This one is definitely going into my list of favorite reads for this year. It moved me deeply enough that I'm not sure how much I can even write about it. I might have to come back and add to this post in the days to come, because I know that the story and characters will haunt me for a while.
It took me several pages to realize who the first person POV was (in my defense, it's been at least a couple of decades since I last read the source material), and I found the choice intriguing. Why Patroclus? After all, he will die before Achilles, and it is his death that calls down the final act of the hero's life. But it made sense. Patroclus is the one closest to Achilles, the one who knows him almost better than he knows himself. At the same time, it lets the reader have some needed distance from Achilles; after all, he is half god, and there is always a part of him that is unknowable and must remain so.
Of course, this left me wondering how the ending would be handled. After all, what is the story of Achilles without his final rage at the death of Patroclus, and his own fate fulfilled? The solution came in the story's environment itself: the system of beliefs that populate the world with shades and spirits, until these are put to rest. Thus, through the eyes of a now helpless and immaterial Patroclus, we see the final days of Achilles, and the end of the war. And only once the story is complete does Patroclus gain his release, and is able to rejoin his beloved Achilles.
There's a lot more here, of course: the story of two boys growing up together; a mother's attempts to procure both safety and fame for her son; and above all the complicated insistence on a man's honor and memory. Achilles, and the men of his society, are definitely in the camp of "better to burn out than fade away." Given the choice between a long but uneventful life and a brief glorious one, he chooses the latter. It is Patroclus who helps us, the readers, understand this philosophy; we share his journey from denial to acceptance of Achilles' destiny.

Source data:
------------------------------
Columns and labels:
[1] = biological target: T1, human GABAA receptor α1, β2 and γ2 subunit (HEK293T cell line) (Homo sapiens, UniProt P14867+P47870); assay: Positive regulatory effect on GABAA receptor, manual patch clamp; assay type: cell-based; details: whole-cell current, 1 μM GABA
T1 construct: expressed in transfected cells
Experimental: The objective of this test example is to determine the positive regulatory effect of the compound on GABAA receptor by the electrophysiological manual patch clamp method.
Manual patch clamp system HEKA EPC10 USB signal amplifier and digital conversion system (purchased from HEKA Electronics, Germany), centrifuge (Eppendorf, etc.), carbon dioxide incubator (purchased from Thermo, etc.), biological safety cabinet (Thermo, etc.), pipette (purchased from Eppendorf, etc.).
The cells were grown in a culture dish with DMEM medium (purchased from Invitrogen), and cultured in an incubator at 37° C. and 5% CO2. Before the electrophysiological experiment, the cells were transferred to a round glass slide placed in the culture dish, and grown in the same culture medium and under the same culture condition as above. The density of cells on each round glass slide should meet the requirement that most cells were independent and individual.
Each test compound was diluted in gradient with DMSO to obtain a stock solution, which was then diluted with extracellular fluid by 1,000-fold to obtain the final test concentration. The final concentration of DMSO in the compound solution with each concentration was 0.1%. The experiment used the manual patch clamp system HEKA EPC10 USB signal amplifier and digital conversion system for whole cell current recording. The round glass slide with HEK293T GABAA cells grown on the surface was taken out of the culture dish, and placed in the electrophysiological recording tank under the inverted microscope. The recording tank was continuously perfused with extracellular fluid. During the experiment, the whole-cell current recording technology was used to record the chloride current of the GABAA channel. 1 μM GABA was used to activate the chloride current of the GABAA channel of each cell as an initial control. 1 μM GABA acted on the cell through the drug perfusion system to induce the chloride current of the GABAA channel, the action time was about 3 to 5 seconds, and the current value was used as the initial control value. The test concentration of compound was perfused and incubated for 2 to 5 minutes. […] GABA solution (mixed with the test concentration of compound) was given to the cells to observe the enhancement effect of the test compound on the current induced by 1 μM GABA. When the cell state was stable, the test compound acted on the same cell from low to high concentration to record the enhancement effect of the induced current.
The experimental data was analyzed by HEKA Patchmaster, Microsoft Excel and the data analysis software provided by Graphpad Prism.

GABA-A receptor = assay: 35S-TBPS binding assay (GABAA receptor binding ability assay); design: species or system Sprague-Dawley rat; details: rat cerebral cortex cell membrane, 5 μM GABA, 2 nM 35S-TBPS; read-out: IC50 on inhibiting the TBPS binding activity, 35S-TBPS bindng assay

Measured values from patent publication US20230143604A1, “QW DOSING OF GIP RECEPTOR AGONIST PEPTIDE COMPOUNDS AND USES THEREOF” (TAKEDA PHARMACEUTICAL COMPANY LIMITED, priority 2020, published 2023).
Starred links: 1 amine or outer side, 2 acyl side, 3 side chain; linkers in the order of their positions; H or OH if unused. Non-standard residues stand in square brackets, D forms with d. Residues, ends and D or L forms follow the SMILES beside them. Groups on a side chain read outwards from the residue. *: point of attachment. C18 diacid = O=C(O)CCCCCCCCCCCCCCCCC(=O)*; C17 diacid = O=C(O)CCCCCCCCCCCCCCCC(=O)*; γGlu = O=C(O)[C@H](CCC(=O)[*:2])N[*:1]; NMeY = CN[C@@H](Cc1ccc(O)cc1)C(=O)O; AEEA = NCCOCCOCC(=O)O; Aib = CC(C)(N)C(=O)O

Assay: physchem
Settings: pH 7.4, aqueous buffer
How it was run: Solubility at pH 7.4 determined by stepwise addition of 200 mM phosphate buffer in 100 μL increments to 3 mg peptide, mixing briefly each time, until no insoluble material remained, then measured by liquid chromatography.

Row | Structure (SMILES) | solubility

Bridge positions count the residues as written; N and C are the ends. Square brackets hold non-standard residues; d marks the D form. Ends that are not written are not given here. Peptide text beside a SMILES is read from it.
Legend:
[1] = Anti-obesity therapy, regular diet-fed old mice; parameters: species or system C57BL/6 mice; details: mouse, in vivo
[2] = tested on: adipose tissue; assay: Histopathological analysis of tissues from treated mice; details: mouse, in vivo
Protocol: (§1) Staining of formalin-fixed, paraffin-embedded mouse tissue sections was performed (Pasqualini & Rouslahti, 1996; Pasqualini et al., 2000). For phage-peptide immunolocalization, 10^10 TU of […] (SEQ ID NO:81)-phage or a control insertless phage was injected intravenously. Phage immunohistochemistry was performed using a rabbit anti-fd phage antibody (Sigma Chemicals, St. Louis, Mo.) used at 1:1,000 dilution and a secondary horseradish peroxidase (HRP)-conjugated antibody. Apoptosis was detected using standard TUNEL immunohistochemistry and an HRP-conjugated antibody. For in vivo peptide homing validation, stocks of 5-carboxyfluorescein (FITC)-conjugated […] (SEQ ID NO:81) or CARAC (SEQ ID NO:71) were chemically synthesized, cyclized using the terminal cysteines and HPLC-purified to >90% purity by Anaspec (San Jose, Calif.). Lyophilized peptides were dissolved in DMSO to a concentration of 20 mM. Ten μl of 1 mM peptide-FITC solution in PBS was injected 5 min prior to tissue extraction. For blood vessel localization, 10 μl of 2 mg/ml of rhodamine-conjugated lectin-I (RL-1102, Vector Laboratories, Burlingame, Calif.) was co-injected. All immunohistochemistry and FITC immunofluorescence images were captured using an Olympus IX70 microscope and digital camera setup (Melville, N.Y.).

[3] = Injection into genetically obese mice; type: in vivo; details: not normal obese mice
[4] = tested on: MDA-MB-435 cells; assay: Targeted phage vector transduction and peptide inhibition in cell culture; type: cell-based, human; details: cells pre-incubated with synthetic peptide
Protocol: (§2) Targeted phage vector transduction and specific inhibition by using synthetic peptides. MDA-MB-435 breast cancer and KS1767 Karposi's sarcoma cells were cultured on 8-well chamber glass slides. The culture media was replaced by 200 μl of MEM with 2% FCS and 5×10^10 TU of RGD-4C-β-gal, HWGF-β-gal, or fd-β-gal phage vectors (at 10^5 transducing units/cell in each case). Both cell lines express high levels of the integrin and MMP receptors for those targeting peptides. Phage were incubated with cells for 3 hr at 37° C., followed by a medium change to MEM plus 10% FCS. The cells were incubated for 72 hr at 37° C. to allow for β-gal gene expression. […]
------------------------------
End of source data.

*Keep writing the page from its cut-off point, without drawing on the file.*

This helps give depth to a hero who is often perceived as being arrogant and a shallow chaser of glory. We see him as a young man, decidedly against fighting and struggling to come to terms with the divine part of himself. Later on, a prisoner of prophesies, he still does his best to remain in control of the situation, helping drag the war along for a decade as he postpones his encounter with Hector, whose death will precede his according to fate. And finally, we see him accept that everything happened as foretold, and seek out his own end. By the end of his story, we might still be frustrated at some of his decisions, but we also acknowledge that he knows things we do not about the fickleness of fate and of the gods. And, in the end, we are perhaps comforted by the thought that he and Patroclus are reunited in the afterlife. How this last piece of the puzzle falls into place is the most moving part of all.
Edit: I had meant to include accompanying music; a piece or album that I find goes well with the book. For this one, the album that came to mind was An Ancient Muse, by Loreena McKennitt.